Toyota drew a 2000-plus crowd at its reveal of three new Prius variants. In fact the Riverside Ballroom venue at Cobo was so rammed that late-comers were shut out.
As a symbol of the iron grip that Toyota has over the US car industry, the huge interest reinforced the point, even though Toyota is still under the cloud of its safety recalls.
Tellingly boss Akio Toyota kicked off the event with a personal appearance and speech, his first public appearance since facing up to Larry King in April in the depths of the recall crisis.
Also tellingly, Mr Toyota didn’t stay to the end of the conference to face the more tiger-ish elements of the US press, who can still smell the blood of the recall story.
Two new Prius models might divert some of the attention in the direction of new product. The first is the V, a high-roof five-seater in the mould of the Renault Megane and slated for production. The second is the C, a concept for a 3.8m-long Fiesta-sized hatch, designed in Europe, and promising 60mpg economy on the US test cycle.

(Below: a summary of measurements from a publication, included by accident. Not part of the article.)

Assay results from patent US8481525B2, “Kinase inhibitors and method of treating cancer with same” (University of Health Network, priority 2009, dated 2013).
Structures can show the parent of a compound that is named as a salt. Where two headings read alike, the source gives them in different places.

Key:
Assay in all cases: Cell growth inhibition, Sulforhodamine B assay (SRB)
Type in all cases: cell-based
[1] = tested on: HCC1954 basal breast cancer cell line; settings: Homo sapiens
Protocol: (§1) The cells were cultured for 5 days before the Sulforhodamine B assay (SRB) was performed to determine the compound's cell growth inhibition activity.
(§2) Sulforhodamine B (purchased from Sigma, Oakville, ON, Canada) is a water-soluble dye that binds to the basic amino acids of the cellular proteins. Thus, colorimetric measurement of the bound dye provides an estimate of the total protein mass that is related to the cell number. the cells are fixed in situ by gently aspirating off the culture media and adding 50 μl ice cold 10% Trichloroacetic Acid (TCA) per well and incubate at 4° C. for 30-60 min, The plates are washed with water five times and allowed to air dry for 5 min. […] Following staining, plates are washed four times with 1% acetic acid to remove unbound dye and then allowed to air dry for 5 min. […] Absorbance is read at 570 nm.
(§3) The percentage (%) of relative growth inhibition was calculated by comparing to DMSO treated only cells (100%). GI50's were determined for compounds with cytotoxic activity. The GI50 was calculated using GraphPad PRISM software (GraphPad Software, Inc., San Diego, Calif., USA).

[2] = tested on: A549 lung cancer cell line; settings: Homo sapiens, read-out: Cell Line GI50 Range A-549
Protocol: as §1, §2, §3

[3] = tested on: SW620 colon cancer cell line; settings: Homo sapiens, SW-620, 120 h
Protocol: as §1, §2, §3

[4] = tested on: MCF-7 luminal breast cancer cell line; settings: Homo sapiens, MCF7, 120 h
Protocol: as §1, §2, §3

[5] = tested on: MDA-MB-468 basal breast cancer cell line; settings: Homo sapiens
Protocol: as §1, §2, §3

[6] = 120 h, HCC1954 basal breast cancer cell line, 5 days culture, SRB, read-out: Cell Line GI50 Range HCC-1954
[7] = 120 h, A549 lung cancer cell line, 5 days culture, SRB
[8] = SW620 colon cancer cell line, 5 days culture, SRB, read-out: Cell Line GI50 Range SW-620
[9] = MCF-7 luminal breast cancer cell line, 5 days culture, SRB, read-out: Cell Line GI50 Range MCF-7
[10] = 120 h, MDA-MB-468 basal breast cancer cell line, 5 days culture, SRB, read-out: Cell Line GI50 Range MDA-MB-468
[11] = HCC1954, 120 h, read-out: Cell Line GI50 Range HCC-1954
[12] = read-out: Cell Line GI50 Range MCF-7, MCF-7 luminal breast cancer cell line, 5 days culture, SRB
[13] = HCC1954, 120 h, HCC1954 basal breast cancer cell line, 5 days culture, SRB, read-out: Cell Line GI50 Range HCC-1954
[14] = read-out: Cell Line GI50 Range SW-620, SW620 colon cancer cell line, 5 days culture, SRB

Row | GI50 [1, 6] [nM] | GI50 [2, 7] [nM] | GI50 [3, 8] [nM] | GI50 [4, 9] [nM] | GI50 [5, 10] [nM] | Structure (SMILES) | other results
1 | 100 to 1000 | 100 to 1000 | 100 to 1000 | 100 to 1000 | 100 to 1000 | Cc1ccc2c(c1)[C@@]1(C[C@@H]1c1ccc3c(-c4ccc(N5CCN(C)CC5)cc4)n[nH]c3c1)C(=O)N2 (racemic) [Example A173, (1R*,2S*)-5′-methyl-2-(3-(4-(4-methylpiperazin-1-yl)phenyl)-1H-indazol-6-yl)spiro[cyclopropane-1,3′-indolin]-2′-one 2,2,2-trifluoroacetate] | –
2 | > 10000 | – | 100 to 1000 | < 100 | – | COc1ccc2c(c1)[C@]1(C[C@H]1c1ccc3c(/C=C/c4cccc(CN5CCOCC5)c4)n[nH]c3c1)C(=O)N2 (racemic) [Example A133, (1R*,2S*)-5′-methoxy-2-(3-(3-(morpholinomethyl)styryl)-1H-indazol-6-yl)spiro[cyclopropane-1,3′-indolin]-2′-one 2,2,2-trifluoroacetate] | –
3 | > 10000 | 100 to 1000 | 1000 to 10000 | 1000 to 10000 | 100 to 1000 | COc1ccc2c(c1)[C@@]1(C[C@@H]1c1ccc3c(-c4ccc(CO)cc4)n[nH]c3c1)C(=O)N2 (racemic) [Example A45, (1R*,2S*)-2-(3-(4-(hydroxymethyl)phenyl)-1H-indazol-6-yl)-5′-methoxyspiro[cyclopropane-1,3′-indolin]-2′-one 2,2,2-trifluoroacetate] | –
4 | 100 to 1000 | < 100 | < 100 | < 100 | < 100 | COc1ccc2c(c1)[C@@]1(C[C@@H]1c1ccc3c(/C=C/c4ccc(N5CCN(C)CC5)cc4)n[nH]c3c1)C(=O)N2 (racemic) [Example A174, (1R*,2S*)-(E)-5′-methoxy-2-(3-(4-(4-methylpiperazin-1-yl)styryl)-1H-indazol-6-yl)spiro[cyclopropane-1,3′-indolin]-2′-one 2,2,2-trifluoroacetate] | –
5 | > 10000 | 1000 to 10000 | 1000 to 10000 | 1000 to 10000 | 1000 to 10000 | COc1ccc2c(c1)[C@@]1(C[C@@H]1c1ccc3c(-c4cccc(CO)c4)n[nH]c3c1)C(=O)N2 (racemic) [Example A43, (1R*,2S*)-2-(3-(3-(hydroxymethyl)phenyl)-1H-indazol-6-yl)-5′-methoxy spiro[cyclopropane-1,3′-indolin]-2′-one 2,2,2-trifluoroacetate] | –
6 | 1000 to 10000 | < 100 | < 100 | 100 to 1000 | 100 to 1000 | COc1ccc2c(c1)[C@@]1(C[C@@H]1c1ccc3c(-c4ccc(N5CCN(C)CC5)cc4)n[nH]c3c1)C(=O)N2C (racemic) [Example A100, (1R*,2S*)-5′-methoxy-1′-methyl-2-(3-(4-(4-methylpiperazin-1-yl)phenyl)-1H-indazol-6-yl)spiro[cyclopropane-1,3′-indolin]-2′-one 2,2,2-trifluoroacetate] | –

Mixed in with those unveils was the announcement of a new $50m (£32.2m) safety centre in Michigan to help Toyota recover its reputation with US car-buyers.
Although on the face of it, the recall hasn’t really dented sales. So far the US has taken around half of the two million Prius models made and the hybrid is Toyota’s third best-seller in the US behind the Camry and Corolla.
In December the Prius sold over 15k units to out-sell the Ford Fusion and Chevy Malibu. Not bad for a ‘geek-mobile’ as Toyota gleefully pointed out.
In the tenth year of Prius sales in the US, Toyota even felt confident enough to poke fun at the old Big Three who greeted the launch of the Prius with disdain. So Toyota flashed up a picture of Bob Lutz, who was famously quoted as describing the Prius as an ‘engineering curiosity’.